Abstract

Reaching another star system within a human timescale requires traveling at a sizeable fraction of the speed of light. To achieve this, the Breakthrough Starshot program proposes a ground-based laser array to accelerate a gram-scale spacecraft through photon radiation pressure, requiring of order 100 GW of continuous wave optical power. The coherent combination of many lasers is one avenue to achieve a high optical power output. Here we present a photonic solution for optical phase sensing and control to enable the coherent combination of order ${10^8}$ individual lasers, including the ability to sense and compensate for atmospheric distortions, assuming the laser system is ground based.

© 2021 Optical Society of America under the terms of the OSA Open Access Publishing Agreement

1. INTRODUCTION

The Breakthrough Starshot Initiative [1] aims to send a probe to image a planet orbiting Proxima Centauri and return data, at a distance of four light-years from Earth with a transit time shorter than a human lifetime. The energy scales required for this effectively rule out chemical propulsion, and the best remaining option is the acceleration of a vehicle through radiation pressure [24] from a laser field. The concept is for a ground-based laser array, known as the light beamer or photon engine, to illuminate a sail-endowed spacecraft—the sailcraft [5,6]—accelerating it via radiation pressure to $0.2c$ within a few minutes [7]. To illuminate the sailcraft during acceleration with limited diffraction losses, the ground-based laser array will be need to be kilometers in scale. To limit losses due to atmospheric turbulence [8], the photon engine will require an adaptive optics system. If we assume a system with piston-phase actuation and a Fried scale of roughly 10 cm, we conclude that of order ${10^8}$ piston-phase actuators and relevant sensing are required per square kilometer of array size. In addition, the photon engine will need to support the ability to provide beam shaping to enable the sailcraft to stably ride the beam [911].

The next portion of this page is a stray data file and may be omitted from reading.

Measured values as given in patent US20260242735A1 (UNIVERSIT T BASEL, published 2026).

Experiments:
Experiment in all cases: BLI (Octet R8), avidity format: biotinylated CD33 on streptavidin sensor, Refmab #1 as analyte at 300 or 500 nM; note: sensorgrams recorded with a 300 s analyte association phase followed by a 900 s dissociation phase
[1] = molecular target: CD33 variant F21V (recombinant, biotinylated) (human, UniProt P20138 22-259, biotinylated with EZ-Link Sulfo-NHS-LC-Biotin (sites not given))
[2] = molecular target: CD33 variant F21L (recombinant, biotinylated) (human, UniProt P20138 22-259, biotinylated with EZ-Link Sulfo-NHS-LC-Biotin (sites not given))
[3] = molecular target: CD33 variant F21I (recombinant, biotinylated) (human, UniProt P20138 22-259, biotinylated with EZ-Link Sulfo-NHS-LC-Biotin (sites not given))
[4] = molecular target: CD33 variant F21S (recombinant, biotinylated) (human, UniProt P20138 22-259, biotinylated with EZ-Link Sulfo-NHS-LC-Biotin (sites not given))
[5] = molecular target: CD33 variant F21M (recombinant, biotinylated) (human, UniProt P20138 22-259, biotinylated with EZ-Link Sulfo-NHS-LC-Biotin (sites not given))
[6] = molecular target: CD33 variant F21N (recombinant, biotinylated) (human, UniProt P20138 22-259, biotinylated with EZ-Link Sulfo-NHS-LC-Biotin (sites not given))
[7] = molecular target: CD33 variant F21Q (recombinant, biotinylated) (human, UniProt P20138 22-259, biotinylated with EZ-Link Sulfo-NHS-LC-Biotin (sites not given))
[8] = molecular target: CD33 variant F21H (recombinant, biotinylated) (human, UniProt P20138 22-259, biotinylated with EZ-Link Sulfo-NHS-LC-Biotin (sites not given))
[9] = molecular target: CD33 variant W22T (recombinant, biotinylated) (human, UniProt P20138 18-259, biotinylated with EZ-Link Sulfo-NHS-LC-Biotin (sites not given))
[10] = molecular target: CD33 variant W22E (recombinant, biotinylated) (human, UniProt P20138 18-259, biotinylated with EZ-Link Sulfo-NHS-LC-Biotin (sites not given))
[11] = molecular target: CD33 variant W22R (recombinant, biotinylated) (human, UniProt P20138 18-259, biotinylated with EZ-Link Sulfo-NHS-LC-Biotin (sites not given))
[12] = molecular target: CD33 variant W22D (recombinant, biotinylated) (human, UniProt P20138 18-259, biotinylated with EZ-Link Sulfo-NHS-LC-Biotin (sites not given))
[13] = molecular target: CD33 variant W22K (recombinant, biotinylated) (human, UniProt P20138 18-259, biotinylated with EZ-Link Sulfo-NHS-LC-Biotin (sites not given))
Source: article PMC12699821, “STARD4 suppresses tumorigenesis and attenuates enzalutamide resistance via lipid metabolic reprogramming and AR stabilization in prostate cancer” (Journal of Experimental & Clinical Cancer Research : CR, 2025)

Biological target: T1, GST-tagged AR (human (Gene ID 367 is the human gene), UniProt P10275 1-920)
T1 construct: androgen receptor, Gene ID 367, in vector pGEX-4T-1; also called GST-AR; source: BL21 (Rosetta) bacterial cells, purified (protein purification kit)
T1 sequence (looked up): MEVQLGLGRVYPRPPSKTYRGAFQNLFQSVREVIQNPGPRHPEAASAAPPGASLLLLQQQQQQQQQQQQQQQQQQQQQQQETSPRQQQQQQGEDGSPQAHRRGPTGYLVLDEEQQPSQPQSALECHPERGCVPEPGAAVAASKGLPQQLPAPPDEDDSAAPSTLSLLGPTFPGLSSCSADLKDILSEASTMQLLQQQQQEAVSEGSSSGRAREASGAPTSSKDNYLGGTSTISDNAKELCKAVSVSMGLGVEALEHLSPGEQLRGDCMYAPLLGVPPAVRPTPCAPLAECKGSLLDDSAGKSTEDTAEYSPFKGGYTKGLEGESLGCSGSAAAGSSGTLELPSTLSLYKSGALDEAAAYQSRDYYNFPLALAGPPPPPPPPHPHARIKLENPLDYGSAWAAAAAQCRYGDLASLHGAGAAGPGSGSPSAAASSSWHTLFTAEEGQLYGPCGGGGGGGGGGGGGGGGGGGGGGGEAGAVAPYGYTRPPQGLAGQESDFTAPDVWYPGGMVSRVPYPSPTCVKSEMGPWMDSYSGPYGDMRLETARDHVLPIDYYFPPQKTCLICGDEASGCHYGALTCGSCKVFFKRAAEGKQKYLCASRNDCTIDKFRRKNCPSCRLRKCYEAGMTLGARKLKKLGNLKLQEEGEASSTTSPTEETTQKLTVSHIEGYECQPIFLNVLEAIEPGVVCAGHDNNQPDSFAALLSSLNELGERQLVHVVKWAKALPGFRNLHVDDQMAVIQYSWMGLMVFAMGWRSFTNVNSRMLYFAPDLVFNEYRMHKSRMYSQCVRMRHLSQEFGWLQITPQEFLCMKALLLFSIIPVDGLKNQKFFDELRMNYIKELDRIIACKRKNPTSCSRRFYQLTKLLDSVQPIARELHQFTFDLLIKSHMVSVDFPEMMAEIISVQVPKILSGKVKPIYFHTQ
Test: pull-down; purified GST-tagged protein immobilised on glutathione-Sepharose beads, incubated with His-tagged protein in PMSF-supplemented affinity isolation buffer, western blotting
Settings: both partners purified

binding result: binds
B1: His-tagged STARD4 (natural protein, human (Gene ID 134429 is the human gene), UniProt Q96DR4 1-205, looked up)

Here, we present a modularized, internally sensed fiber optical phased array (OPA) architecture for the photon engine of the Breakthrough Starshot program, with a sensing technique scalable to ${10^8}$ emitters, and a method to sense atmospheric phase fluctuations. The architectural choices are predicated on the limits of currently available technologies with only modest extrapolations. We also propose and simulate the performance of an interferometric satellite laser guide-star technique for measuring and compensating for atmospheric and external path length changes.

Coherent beam combination at optical wavelengths by phase matching of multiple paths has been done through gradient descent algorithms [12] or multiplexed phase measurements from individual emitters [1315]. Using the latter approach, we consider an internally sensed OPA based on an architecture initially demonstrated in [16,17]. Being internally sensed, this system requires no external beam sampling optics that might prove problematic for kilometer-scale arrays. The system employs digitally enhanced heterodyne interferometry (DEHeI) [18], using pseudo-random binary codes to uniquely identify and demodulate the interference signal from multiple lasers. This capability to uniquely identify optical paths permits the measurement of the optical phase acquired along the non-common light paths to each emitter in the OPA. Our architecture proposes a hybrid method that combines DEHeI multiplexed phase sensing with wavelength division multiplexing (WDM) to enable a multilayer hierarchical control scheme capable of individual phase control of an arbitrary number of optical emitters. This hybrid multiplexing platform is able to surpass the multiplexed sensing limits of both DEHeI and WDM, making the scale required for the photon engine attainable. Furthermore, the phase control scheme can additionally be used for high speed (megahertz bandwidth) beam forming and atmospheric pre-correction via piston/phase actuation on each emitter with no mechanical actuation required.